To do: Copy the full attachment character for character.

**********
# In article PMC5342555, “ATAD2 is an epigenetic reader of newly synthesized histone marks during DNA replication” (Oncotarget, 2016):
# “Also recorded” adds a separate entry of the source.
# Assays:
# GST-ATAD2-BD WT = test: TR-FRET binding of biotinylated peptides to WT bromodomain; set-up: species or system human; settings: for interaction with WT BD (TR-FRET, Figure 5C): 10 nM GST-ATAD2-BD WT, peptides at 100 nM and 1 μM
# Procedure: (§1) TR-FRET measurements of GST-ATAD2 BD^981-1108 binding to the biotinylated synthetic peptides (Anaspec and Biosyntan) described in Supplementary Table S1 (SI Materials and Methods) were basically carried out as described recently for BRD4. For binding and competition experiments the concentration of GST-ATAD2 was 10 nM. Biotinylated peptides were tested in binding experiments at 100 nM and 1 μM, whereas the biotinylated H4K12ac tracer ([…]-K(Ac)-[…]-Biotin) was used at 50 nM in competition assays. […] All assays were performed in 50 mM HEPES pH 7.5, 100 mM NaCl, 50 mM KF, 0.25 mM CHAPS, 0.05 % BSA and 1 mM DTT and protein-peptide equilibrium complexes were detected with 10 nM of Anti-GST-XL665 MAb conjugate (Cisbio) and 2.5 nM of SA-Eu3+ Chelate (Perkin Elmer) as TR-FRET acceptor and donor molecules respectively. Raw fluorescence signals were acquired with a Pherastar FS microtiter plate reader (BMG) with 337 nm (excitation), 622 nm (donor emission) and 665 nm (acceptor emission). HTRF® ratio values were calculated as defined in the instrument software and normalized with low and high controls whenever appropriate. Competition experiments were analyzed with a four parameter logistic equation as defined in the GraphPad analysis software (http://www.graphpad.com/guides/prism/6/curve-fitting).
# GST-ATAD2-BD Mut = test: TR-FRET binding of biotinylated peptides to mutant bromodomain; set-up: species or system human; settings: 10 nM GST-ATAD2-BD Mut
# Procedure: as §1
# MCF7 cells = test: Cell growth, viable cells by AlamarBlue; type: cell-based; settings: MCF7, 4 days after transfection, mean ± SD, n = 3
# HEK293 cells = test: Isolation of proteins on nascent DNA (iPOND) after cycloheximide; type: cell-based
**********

# In article PMC5342555, “ATAD2 is an epigenetic reader of newly synthesized histone marks during DNA replication” (Oncotarget, 2016):
# “Also recorded” adds a separate entry of the source.
# Assays:
# GST-ATAD2-BD WT = test: TR-FRET binding of biotinylated peptides to WT bromodomain; set-up: species or system human; settings: for interaction with WT BD (TR-FRET, Figure 5C): 10 nM GST-ATAD2-BD WT, peptides at 100 nM and 1 μM
# Procedure: (§1) TR-FRET measurements of GST-ATAD2 BD^981-1108 binding to the biotinylated synthetic peptides (Anaspec and Biosyntan) described in Supplementary Table S1 (SI Materials and Methods) were basically carried out as described recently for BRD4. For binding and competition experiments the concentration of GST-ATAD2 was 10 nM. Biotinylated peptides were tested in binding experiments at 100 nM and 1 μM, whereas the biotinylated H4K12ac tracer ([…]-K(Ac)-[…]-Biotin) was used at 50 nM in competition assays. […] All assays were performed in 50 mM HEPES pH 7.5, 100 mM NaCl, 50 mM KF, 0.25 mM CHAPS, 0.05 % BSA and 1 mM DTT and protein-peptide equilibrium complexes were detected with 10 nM of Anti-GST-XL665 MAb conjugate (Cisbio) and 2.5 nM of SA-Eu3+ Chelate (Perkin Elmer) as TR-FRET acceptor and donor molecules respectively. Raw fluorescence signals were acquired with a Pherastar FS microtiter plate reader (BMG) with 337 nm (excitation), 622 nm (donor emission) and 665 nm (acceptor emission). HTRF® ratio values were calculated as defined in the instrument software and normalized with low and high controls whenever appropriate. Competition experiments were analyzed with a four parameter logistic equation as defined in the GraphPad analysis software (http://www.graphpad.com/guides/prism/6/curve-fitting).
# GST-ATAD2-BD Mut = test: TR-FRET binding of biotinylated peptides to mutant bromodomain; set-up: species or system human; settings: 10 nM GST-ATAD2-BD Mut
# Procedure: as §1
# MCF7 cells = test: Cell growth, viable cells by AlamarBlue; type: cell-based; settings: MCF7, 4 days after transfection, mean ± SD, n = 3
# HEK293 cells = test: Isolation of proteins on nascent DNA (iPOND) after cycloheximide; type: cell-based